In spite of a handful of painful business disappointments over the past thirty years, Fechter and his team have stayed the course, and C.E. Inc. remains “a leader in the Family Entertainment business”, designing and manufacturing “sophisticated animatronic stage shows for many amusement parks and entertainment centers around the world”.

Fechter’s company has additionally been involved in several somewhat less HappyHappyFuntimez™ projects of various sizes and technologies, ranging from development of robotic soldiers for the U.S. Army (“a great success, I might add”, says Fechter) to water removal systems for commericial roofing (“not one of my best”).

But through it all, Fechter’s heart has remained devoted to “developing high-tech equipment to entertain and amuse the public while developing the self-esteem of the participants”.

ROSA

ROSA is, perhaps, not the most original short film ever and, in fact, it does feature a healthy dose of post-Matrix kung-fuery, but that makes it no less impressive. Made by one man, Spanish comic artist Jesús Orellana, for $100 and a year of his life, ROSA tells the story of a cyborg who, as part of a project to restart Earth’s ecosystem, awakens in a post-apocalyptic with no natural life, only other cyborgs who seem intent on destroying Rosa. Again, there’s a lot of slow motion jumping and martial arts pat-a-cake, and the characters themselves are a bit stiff at times, but the fact that one person was able to produce something of this scale is impressive. Orellana has, apparently, already been approached by some studio types so it’s quite possible that we may be seeing much more of Rosa in the future.

Via Super Punch

“Custos Cavum” by U-Ram Choe

Via Devon, thanks!

This beautiful video footage was recently shot by the Asia Society Museum in New York City, where Korean artist U-Ram Choe‘s most recent triumph, a shimmering, golden, “breathing” sculpture, is being premiered.

Most of Choe’s elaborate kinetic sculptures are assembled from stainless steel and acrylic, and motorized with robotics that he himself develops and programs. The above work, called Custos Cavum (“Guardian of the Hole” in Latin) is a particularly delicate and elaborate piece created as a response to this tenth-century Shiva Nataraja sculpture. (Custos Cavum is part of the Asia Society’s “In Focus” series, which invites contemporary artists to craft new works inspired by pieces from the museum’s permanent collection. Choe’s new work is being shown with the Shiva sculpture.)

Choe has stated that his creation is “a creature [that] protects the flow of communication between the two realms that assures mutual respect. In this fable, the guardian is a symbol of coexistence just as the Hindu god, Shiva, is a symbol of balance and harmony.” (via)

The exhibition will run until December 31, 2011.

Previously on Coilhouse:

Fritz Lang’s “Metropolis” (Giorgio Moroder Presentation) Back in Theaters

“In 1981, three-time Academy Award-winning composer Giorgio Moroder began a three-year endeavor to restore the science fiction classic, Metropolis. During this process, Moroder made the controversial decision to give the film a new, contemporary score, and added a pop music soundtrack featuring songs from some of the biggest stars of the early MTV era, including Pat Benatar, Billy Squier, Freddie Mercury, Bonnie Tyler, Adam Ant, Jon Anderson and more. In addition to the new score, missing footage was re-edited into the film, intertitles were removed and replaced with subtitles and sound effects and color tinting were added, creating an all new experience…and an all-new film! But for more than a quarter century, this version of Metropolis has remained out of print – until now. A new HD transfer was created from one of the few remaining prints available, and Kino Lorber is presenting the film in the best possible quality – just as it was seen in its original release in August 1984.”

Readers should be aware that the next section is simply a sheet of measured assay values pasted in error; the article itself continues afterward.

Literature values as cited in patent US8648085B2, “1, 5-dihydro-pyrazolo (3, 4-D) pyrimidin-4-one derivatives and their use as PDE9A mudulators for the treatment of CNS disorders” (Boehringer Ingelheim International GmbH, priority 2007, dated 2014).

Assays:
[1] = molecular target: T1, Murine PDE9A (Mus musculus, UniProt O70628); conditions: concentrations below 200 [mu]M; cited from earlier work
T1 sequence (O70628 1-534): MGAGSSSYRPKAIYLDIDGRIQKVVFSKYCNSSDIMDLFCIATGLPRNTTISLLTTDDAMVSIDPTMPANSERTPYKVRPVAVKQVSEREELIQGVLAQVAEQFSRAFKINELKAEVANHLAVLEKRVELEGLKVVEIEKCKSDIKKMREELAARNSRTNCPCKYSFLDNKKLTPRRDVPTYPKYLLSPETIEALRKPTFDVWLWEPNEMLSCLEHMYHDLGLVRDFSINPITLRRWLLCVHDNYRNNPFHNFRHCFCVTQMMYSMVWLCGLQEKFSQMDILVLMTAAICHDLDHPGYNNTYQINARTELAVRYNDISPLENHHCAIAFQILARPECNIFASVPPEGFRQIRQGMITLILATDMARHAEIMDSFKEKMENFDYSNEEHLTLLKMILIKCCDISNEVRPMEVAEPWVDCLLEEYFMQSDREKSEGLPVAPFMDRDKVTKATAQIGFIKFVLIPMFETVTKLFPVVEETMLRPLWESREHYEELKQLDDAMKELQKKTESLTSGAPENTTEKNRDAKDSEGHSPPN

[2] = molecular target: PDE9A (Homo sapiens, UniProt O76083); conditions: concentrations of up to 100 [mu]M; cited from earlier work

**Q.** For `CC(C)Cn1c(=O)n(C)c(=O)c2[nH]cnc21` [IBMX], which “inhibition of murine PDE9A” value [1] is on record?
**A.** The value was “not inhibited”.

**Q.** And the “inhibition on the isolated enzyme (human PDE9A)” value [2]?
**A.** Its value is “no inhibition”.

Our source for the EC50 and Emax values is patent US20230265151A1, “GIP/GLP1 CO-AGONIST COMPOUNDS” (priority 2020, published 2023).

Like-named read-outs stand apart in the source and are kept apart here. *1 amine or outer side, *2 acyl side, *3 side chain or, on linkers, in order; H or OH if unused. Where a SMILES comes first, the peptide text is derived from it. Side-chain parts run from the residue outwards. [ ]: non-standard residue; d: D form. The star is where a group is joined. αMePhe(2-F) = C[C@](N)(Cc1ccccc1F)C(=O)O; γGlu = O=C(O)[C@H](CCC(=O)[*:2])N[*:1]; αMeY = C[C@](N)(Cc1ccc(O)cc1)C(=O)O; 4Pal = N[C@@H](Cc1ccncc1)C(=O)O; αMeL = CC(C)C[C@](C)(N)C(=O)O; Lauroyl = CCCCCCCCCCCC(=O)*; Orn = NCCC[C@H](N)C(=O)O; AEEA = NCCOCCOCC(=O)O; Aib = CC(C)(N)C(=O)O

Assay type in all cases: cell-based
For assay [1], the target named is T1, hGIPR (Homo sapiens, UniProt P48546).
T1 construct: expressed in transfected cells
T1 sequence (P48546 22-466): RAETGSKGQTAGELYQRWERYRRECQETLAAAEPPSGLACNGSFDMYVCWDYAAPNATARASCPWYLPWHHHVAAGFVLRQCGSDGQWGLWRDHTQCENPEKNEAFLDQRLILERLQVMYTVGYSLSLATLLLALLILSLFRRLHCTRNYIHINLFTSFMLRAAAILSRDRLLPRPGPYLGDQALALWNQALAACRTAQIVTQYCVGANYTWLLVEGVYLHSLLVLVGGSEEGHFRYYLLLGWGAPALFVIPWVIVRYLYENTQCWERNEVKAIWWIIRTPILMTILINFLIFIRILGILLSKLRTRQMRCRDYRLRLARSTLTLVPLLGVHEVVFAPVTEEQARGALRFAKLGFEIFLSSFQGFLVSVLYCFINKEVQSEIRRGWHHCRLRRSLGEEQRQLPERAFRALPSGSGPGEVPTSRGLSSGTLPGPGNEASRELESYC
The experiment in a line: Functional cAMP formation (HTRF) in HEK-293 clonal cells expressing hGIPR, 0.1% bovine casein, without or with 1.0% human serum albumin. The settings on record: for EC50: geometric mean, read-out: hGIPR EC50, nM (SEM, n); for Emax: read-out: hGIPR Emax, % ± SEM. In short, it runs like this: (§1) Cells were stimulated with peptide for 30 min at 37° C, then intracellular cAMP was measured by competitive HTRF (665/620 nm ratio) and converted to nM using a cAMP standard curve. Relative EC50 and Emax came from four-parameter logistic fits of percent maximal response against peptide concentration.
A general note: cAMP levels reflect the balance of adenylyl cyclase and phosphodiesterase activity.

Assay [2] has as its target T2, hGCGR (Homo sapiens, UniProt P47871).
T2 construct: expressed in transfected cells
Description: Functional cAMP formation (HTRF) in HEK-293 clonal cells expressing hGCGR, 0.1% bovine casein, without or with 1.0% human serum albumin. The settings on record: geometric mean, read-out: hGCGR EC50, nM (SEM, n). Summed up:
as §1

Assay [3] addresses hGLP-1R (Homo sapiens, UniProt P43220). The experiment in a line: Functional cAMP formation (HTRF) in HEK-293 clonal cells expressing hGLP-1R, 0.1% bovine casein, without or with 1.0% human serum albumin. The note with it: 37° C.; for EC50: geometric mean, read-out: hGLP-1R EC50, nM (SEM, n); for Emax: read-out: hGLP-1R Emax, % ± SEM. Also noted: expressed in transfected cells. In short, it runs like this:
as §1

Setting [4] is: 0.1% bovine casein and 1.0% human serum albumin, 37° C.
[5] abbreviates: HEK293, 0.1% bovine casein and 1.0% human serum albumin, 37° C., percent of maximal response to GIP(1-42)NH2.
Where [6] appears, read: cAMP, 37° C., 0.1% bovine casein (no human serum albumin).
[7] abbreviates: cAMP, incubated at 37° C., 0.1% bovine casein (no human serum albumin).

Seen it? Love it? Hate it?

No matter what, these current screenings are sure to be lively, campy, fun gatherings. (If any of our good readers up going, please report back!)

Click through to the KINO LORBER website for playdates.

Also worth revisiting:

Deco Future: The Seductive Draftsmanship of George Stavrinos

George Stavrinos was a fashion illustrator who lived from 1948-1990. Not much is written about him on Wikipedia at the moment, but according to illustrator Thomas Heller Buchanan, “his softly modeled pencil drawings were a mainstay of Bergdorf Goodman and Barney’s fashion ads, though Stavrinos did not consider himself a fashion illustrator. He was an artist, photographer, commercial illustrator, and filmmaker.”

A graduate of RISD, Stravinos was known for his representational style and strong draftsmanship that “created an arresting new look that set the pace for his contemporaries and still continues to be an influence,” according to his bio in the Society of Illustrators Hall of Fame. A huge fan of J. C. Leyendecker, Stavrinos crafted striking illustrations that mixed time periods and transcended the world of fashion. He died from pneumonia complications at the young age of 42.

Despite the bizarre scarcity of information available about  Stavrinos on the web, one unlikely source turned up to give a glimse into his life: this auction website. In describing a rare book of Stavrinos illustrations printed in Japan, a person who may have known Stavrinos writes:

When my dear friend George Stavrinos arrived in New York in November 1973, he had but five hundred dollars in his pocket and a portfolio of dreams tucked under his arm. At that time Fashion was the almost exclusive province of the photographic image. Fashion Illustration, which had once flourished under the magical touch of Lepape and Benito, or much later, under Gruau, had devolved into bland, linear sketches of half hearted ads.  … Into this vacuum enters Mr. Stavrinos whose illustrations for Bergdorf Goodman and Barneys New York, brought back a lushly representational style of Fine Art Illustration not seen since the days of Charles Dana Gibson, Howard Chandler Christy, J.C. Leyendecker and Antonio Lopez. The Stavrinos style was characterized by a great attention to detail, an exactness and a symmetry normally associated with classical works. His work revolutionized fashion illustration in much the same way that Bruce Weber, Herb Ritts & Scavullo revolutionized fashion photography. For while his work is highly representational, it’s imagery evokes those tender, tingling feelings of Romance & Longing. Memories of a time that never may have never existed, except in our imaginations.

In addition to his contributions to the fashion world, Stavrinos also has a place in the history of LGBT art. He created a smoldering cover for first edition of The Deformity Lover, a book of queer poems by Felice Picano, his illustrations ran in Christopher Street and Blueboy, two seminal gay magazines of the 1970s, and he may have contributed an uncredited cover for Paul Monette’s “Taking Care of Mrs. Carroll.” His most overtly homoerotic works, The Bather and Lifeguard, appear in the Leslie Lohman Museum of Gay and Lesbian Art.

Previously on Coilhouse: